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I bought a wildcard SSL from RapidSSL. It has been working great on my AWS load balancer, but recently, I noticed that the same certificate was not working on our test server which is not on the load balancer when one of our old 2nd generation test iPhones accesses it. This led me to run RapidSSLs certificate checker against our test server. It claimed that the server was returning a self signed certificate which was very puzzling. I checked with another one of RapidSSL's online checkers and got more detailed results showing the self signed certificate.

The strange thing is that when you go to the website on the test server on any modern browser, you get the correct certificate and the correct CA certificate as well. I even found another SSL checker on the internet which said everything was fine. I have check, double checked and tripple checked my http.conf file

NameVirtualHost *:443
<VirtualHost *:443>
    ServerName test.MYDOMAIN.com
    DocumentRoot /var/www/html/
    SSLEngine on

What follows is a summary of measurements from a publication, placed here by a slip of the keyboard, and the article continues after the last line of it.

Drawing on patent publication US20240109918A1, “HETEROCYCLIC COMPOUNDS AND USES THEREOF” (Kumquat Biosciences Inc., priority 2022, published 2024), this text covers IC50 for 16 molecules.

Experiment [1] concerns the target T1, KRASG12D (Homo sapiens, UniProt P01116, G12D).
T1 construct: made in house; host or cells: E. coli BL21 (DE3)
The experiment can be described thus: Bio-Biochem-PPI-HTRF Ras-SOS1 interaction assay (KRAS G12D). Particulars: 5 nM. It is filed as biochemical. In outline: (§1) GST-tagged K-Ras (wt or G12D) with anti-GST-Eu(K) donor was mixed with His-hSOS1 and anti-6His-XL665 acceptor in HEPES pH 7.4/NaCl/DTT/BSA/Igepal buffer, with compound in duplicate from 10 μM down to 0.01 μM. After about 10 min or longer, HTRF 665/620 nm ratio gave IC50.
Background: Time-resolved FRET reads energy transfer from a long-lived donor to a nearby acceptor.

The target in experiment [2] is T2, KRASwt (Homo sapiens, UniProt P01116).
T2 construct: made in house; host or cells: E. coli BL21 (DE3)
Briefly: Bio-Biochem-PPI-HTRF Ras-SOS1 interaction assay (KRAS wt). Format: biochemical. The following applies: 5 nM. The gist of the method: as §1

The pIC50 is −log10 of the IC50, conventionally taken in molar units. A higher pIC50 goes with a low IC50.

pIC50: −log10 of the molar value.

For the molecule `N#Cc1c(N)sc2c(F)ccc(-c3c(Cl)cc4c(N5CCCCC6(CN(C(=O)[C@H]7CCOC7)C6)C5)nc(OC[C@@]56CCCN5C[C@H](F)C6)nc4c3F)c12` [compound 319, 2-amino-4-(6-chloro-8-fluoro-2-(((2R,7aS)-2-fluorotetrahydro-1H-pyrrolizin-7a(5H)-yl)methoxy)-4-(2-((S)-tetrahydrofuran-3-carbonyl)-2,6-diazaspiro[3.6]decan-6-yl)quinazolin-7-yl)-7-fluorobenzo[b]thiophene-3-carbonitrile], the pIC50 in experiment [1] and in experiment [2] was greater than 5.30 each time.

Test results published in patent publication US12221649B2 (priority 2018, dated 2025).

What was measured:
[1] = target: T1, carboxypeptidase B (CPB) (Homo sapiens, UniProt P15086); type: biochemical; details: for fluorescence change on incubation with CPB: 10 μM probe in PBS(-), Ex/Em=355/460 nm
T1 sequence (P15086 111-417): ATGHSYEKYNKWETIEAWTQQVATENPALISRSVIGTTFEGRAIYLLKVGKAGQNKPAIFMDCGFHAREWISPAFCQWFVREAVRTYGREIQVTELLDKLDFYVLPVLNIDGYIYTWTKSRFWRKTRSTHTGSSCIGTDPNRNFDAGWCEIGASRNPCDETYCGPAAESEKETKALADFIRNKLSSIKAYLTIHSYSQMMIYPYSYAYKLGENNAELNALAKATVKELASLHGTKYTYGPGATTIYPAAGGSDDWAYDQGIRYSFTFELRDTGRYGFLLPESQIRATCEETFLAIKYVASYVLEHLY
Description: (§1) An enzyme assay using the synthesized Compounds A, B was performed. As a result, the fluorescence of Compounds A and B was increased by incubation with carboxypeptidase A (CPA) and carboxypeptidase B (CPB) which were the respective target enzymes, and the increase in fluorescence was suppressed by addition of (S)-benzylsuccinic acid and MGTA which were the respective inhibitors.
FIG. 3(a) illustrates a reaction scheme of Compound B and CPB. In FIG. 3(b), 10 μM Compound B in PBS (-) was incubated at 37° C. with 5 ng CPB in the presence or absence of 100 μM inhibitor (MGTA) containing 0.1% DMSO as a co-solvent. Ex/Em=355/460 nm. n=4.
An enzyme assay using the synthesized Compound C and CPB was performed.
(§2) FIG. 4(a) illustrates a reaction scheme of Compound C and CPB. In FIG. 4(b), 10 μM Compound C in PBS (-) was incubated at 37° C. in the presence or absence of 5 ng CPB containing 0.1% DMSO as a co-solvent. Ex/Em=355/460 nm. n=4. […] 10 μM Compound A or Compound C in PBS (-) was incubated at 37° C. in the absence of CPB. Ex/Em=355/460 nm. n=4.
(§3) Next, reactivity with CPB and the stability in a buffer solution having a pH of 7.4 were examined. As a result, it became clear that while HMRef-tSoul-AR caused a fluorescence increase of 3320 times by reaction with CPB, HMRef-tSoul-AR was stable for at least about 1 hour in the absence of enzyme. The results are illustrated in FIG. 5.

SSLProtocol all
    SSLCACertificateFile /usr/local/ssl/crt/cmint.crt
    SSLCertificateFile /usr/local/ssl/crt/cm.crt
    SSLCertificateKeyFile /usr/local/ssl/crt/cm.key
</VirtualHost>

Everything works fine and I don't expect the issue is anything with the cert files. Just somewhere in my or Amazon's configuration, I am getting this self-signed cert served to old devices when they access an instance which is not using the load balancer.

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From what you've described, I'd say it was more like the older device browsers not having the trusted root cert for RapidSSL. I've seen a similar issues with older iOS device (running older verisons of iOS), but a lack of that wouldn't result in it showing as self signed. –  SmallClanger Jul 2 '12 at 20:32
    
If this were true, I would expect that the load balancer would not work either. I do have the intermediate CA included as you can see above. –  David Jul 2 '12 at 22:07
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1 Answer

up vote 3 down vote accepted

Do you use a NameVirtualHost on this server? I wonder if SNI is at fault here. Try IE on Win XP (or one of the other combinations listed on the WikiPedia page) and see if that causes the self-signed certificate.

The page says that iOS > 4.0 has SNI support so presumably, earlier versions don't.

I suspect you have a default vhost with a self-signed certificate which never shows up for browsers with SNI support.

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Thank you! You were correct. There was a default setting in ssl.conf which it was reverting back to. Once I copied the SSL cert info into it, it began working correctly on the old devices. –  David Jul 3 '12 at 1:57
    
+1. Good spot. Hadn't thought of SNI. –  SmallClanger Jul 3 '12 at 11:19
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